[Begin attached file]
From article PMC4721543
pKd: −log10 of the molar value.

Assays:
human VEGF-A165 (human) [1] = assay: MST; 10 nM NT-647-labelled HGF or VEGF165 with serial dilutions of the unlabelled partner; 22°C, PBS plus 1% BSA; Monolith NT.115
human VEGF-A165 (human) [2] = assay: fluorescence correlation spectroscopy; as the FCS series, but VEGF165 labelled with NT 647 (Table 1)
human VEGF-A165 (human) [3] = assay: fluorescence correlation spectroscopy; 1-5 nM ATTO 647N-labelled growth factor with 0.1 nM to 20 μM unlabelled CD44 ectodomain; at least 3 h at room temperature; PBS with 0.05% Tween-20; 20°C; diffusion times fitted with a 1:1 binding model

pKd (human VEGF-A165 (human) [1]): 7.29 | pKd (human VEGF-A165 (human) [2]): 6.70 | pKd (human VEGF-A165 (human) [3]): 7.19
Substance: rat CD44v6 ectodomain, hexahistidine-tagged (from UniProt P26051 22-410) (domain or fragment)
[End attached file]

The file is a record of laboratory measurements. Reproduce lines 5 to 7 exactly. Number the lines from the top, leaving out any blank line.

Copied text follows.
human VEGF-A165 (human) [2] = assay: fluorescence correlation spectroscopy; as the FCS series, but VEGF165 labelled with NT 647 (Table 1)
human VEGF-A165 (human) [3] = assay: fluorescence correlation spectroscopy; 1-5 nM ATTO 647N-labelled growth factor with 0.1 nM to 20 μM unlabelled CD44 ectodomain; at least 3 h at room temperature; PBS with 0.05% Tween-20; 20°C; diffusion times fitted with a 1:1 binding model

pKd (human VEGF-A165 (human) [1]): 7.29 | pKd (human VEGF-A165 (human) [2]): 6.70 | pKd (human VEGF-A165 (human) [3]): 7.19